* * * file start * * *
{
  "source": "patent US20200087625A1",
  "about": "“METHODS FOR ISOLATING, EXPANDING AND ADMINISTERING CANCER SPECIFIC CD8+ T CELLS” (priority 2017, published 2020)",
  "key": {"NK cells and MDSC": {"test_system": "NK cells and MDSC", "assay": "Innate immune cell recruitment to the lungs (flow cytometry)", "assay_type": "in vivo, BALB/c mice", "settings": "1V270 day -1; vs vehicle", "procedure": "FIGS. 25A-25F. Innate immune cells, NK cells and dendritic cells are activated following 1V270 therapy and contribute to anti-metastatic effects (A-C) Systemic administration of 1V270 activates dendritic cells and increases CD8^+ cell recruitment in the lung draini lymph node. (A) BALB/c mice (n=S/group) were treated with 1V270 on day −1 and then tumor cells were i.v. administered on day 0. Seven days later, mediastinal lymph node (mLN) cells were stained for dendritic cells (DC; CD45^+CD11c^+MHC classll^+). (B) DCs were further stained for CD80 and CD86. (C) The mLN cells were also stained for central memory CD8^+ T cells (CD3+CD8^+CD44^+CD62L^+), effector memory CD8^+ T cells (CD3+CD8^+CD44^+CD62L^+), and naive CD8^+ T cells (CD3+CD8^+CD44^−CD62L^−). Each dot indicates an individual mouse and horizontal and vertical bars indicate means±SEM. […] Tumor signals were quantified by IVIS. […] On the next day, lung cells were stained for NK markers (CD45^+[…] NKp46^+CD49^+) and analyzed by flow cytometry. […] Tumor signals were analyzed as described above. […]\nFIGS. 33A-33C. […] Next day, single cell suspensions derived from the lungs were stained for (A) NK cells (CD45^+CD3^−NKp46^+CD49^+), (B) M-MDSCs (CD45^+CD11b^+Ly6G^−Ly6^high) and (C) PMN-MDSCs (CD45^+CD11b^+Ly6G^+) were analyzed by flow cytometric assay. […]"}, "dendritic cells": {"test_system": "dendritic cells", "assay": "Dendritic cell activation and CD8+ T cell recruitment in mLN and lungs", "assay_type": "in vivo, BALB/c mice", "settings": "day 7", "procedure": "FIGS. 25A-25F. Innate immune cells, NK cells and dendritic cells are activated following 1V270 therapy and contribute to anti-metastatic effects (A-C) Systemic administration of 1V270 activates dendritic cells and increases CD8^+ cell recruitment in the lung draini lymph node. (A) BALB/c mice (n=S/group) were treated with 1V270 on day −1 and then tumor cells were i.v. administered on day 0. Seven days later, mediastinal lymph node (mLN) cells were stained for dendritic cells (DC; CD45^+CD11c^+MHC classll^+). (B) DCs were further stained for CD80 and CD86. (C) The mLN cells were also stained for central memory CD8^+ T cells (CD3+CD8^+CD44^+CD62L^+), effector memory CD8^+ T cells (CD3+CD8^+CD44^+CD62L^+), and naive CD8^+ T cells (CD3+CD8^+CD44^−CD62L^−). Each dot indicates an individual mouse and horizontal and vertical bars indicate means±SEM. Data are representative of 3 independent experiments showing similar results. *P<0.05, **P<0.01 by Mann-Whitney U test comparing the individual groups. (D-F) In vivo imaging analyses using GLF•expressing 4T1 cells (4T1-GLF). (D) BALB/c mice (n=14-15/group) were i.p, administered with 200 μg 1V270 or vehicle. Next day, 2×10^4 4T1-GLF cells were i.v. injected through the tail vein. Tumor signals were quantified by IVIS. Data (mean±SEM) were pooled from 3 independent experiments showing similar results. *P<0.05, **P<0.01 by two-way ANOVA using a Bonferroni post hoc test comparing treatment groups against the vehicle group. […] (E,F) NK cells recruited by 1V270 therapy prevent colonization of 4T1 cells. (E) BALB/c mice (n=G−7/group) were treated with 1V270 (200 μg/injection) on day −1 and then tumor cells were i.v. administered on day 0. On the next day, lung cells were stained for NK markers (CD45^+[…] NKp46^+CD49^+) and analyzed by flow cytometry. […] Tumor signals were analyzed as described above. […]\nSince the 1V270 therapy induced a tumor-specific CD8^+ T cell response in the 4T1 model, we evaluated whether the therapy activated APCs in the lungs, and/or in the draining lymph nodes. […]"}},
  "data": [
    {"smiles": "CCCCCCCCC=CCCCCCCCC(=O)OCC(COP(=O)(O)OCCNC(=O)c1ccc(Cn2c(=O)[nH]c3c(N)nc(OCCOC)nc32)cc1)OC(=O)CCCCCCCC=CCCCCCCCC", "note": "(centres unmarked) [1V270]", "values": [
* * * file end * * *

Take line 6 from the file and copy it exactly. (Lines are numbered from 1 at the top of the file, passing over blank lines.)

    {"smiles": "CCCCCCCCC=CCCCCCCCC(=O)OCC(COP(=O)(O)OCCNC(=O)c1ccc(Cn2c(=O)[nH]c3c(N)nc(OCCOC)nc32)cc1)OC(=O)CCCCCCCC=CCCCCCCCC", "note": "(centres unmarked) [1V270]", "values": [